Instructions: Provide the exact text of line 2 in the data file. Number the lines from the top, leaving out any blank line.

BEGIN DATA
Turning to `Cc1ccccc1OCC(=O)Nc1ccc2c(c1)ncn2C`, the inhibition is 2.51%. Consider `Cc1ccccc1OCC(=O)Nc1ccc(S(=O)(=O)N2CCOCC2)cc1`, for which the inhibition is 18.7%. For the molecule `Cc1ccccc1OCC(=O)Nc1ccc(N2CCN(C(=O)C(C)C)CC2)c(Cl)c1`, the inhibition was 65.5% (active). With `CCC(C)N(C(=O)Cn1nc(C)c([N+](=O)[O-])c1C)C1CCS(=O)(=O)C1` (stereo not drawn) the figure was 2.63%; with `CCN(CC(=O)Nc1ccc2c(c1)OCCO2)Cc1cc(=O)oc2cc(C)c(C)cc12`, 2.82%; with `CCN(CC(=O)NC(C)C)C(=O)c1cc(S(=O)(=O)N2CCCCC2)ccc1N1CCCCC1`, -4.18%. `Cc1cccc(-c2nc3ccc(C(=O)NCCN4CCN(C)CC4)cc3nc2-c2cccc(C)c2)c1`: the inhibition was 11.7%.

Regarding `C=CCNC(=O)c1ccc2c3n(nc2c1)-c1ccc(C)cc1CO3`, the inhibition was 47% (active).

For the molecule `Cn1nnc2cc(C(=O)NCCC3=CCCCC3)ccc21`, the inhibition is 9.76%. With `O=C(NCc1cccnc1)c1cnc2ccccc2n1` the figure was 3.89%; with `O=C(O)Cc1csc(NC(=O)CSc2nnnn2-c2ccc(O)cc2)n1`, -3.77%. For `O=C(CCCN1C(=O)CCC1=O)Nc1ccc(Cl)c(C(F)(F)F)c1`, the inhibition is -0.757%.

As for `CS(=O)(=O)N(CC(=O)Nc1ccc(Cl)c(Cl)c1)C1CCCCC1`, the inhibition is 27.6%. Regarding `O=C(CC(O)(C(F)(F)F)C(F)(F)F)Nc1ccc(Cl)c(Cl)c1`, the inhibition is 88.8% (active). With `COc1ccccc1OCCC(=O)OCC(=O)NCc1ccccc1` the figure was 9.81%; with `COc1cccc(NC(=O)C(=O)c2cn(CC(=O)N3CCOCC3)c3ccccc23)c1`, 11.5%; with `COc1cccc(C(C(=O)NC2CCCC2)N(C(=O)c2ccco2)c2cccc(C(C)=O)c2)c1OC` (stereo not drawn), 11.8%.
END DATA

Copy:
Regarding `C=CCNC(=O)c1ccc2c3n(nc2c1)-c1ccc(C)cc1CO3`, the inhibition was 47% (active).